On a frigid cold Tuesday evening, I met my close personal playwright pal, Albee, after work for a very pleasant dinner at Trattoria Spaghetto located at 232 Bleeker Street at the corner of Carmine in the West Village. We were inspired to try this modestly priced home-style Italian eatery after reading puppeteer, Basil Twist’s recommendation in The New York Times. We like his taste in puppets, so why not check out his taste in restaurants? If I were inclined to write ghastly puns worthy of being beaten senseless with the nearest Genoa salami I might add that there were no strings attached.
As soon as we entered Trattoria Spaghetto we inhaled the aroma of garlic prompting Albee to declare, “I like it here.” The checked tablecloths, wood floors and exposed brick walls made us feel warm, and the friendly wait-staff, welcome. The crusty bread was extremely fresh, and although we could have easily devoured the entire basket, we practiced restraint, and were rewarded with two slices of delicious homemade bruschetta.
We each had a glass of the house wine that was generously filled almost to the brim, prompting Albee to facetiously joke, “Waiter, I’ll have a pint of the house red.” The waiter did not hear Albee’s quip so we were allowed to stay.
We started with the house salad, and for entrees, Albee had the ravioli with Bolognese sauce and I, the grilled salmon with a side order of escarole. Everything was tasty, and the portion size, substantial.
Following our meal, as we sipped tea the waiter presented us with a plate of Italian cookies, a nice finishing touch, even though Albee was certain that the one with the inviting dollop of chocolate he popped into his mouth was laced with pepper. Therefore, he had a fleeting “what the hell did I just eat?” moment. We also appreciated that we could easily hear ourselves talk unlike the many restaurants that play music to such a deafening degree, I am certain this has contributed to my hearing loss. If only blasting music could contribute to weight loss, I’d have the body of a super model.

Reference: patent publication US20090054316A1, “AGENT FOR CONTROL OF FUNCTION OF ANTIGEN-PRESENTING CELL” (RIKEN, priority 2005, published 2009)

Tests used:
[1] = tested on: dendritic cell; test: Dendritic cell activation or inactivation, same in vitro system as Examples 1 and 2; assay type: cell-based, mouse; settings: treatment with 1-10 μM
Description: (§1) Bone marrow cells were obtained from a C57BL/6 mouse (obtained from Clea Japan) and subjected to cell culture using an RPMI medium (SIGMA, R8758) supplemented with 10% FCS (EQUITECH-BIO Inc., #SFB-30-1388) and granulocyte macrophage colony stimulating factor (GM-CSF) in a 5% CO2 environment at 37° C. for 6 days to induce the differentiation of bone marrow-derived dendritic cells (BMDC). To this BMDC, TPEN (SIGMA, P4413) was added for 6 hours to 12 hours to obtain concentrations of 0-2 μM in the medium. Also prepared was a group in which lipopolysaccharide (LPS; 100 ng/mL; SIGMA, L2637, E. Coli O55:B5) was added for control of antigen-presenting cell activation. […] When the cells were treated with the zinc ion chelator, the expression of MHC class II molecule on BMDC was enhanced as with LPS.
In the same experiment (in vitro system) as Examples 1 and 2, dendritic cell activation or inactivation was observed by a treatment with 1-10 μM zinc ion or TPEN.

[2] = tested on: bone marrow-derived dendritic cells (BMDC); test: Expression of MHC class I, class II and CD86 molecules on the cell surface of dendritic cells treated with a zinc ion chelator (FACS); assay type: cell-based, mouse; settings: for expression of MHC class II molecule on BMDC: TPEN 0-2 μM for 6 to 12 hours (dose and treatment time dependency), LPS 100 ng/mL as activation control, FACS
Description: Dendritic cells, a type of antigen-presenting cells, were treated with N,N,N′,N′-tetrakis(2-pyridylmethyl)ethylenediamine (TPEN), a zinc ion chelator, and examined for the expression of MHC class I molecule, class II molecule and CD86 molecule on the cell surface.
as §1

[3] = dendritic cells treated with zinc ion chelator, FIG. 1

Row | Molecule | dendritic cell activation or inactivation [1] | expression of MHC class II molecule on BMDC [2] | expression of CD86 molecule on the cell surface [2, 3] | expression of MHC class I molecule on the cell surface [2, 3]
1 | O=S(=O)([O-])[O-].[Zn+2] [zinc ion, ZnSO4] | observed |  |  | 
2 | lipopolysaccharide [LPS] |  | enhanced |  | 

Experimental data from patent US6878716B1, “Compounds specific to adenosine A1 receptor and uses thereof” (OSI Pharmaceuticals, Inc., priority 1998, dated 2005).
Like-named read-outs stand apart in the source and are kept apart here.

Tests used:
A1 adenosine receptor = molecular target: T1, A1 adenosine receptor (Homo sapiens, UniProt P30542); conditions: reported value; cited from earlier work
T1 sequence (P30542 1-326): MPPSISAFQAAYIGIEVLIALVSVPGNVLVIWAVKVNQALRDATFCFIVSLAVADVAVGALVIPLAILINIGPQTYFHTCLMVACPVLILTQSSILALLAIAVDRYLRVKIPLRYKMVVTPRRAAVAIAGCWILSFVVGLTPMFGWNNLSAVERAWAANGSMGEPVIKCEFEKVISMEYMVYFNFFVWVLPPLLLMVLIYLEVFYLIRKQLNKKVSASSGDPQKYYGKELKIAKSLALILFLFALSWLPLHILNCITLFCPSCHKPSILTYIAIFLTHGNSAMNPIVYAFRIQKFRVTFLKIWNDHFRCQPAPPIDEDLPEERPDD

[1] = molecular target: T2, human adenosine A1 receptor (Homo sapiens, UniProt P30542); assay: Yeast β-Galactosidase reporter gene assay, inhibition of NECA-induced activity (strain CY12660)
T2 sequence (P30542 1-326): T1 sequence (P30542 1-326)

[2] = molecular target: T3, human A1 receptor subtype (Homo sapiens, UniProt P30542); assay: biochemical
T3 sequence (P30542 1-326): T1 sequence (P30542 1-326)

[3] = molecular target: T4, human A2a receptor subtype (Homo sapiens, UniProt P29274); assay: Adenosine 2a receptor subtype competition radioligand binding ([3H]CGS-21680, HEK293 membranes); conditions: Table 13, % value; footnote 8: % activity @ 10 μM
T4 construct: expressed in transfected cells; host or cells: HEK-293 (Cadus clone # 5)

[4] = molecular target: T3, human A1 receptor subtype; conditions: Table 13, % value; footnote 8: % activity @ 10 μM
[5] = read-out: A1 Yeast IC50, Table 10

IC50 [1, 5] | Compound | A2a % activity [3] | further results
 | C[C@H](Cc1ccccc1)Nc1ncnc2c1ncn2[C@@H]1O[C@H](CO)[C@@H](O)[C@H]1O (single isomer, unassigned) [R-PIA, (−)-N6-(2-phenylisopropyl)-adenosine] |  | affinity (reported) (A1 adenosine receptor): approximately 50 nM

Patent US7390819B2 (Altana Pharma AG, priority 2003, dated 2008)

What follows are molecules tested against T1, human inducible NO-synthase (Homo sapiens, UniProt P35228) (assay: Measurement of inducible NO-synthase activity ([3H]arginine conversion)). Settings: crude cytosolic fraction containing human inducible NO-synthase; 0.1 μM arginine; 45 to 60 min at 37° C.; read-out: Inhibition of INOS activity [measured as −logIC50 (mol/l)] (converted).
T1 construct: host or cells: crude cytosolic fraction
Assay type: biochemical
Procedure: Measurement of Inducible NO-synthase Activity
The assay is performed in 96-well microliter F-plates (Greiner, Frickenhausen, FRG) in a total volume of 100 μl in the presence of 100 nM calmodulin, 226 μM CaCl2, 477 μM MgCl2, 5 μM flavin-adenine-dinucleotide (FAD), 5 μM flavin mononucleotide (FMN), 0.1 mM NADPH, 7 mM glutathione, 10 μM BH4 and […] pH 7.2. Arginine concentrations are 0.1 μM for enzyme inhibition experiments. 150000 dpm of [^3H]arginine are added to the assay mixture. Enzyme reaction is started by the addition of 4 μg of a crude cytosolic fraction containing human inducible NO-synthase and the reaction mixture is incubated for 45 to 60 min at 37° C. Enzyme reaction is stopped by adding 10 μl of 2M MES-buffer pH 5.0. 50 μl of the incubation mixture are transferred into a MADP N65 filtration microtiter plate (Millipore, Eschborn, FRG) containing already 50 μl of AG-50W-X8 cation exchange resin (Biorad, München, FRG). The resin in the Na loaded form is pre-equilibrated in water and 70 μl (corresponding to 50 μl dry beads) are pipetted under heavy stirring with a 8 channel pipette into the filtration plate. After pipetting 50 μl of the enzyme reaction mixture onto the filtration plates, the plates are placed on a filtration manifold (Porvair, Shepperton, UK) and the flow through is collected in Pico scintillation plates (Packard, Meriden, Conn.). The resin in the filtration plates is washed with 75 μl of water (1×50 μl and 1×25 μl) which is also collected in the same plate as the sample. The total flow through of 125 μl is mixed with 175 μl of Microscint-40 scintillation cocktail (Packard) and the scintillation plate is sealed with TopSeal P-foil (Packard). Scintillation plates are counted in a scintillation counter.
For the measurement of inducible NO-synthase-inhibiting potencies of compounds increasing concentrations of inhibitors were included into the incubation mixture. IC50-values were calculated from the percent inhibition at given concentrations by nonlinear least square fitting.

Upon leaving, to have dessert elsewhere, we agreed that we would not only return, but also follow Basil’s lead and recommend it. As we were walking on Bleeker Street, I had a light bulb:
Me: Let’s go to that place we saw advertised during the US Open a million times last summer!
Albee is also an avid tennis enthusiast, but I forgot that he does not have a TV.
Albee: I watched most of the Open online. What’s this place?
Me: It looks real good. The owner is a woman who was shilling a Chase credit card. She opened this drinking and dessert place. It’s right around here.
For added emphasis, my neck becomes a periscope.
Albee: Sugar and alcohol, that sounds good. What’s this place called?
Me: I don’t remember, but I know we’re very near it. I think it’s in the same space as Vinylmania used to be.
To escape the freezer-like temperature, we duck into a bodega where Albee whips out his smart phone and conducts a search. He comes up empty. Back on Bleeker Street, as we’re walking past Murray’s Cheese Shop, we see a display embedded in the sidewalk of caved age cheese, something neither of us has ever noticed before.
Inside Murray’s, we ask the cashier if she knows where Vinylmania used to be. She doesn’t.
We give up our futile search for this establishment with a name I cannot remember at an address we cannot find that’s replaced a business that has ceased to exist. We cross the street to Pasticceria Rocco’s where we indulge in more Italian desserts. I have pignoli cookies that are similar to the ones my mother used to get from an Italian bakery in North Beach at Christmastime when I was growing up in San Francisco. Albee has what I pronounce “the Milton cake,” a towering, terrifying, artery clogging chocolate confection that’s actually called the Chocolate Lover’s Fantasy. Albee renamed it “two days worth of dessert” since it was impossible for him to finish.
When I returned home, I went online, and found the name of the dessert place that eluded detection, Sweet Revenge, a cupcake, beer and wine bar. It was located a block away from where we were at 62 Carmine Street. I likely walked right past it on my way to Trattoria Spaghetto. Marrone. Or maybe, moron is more fitting.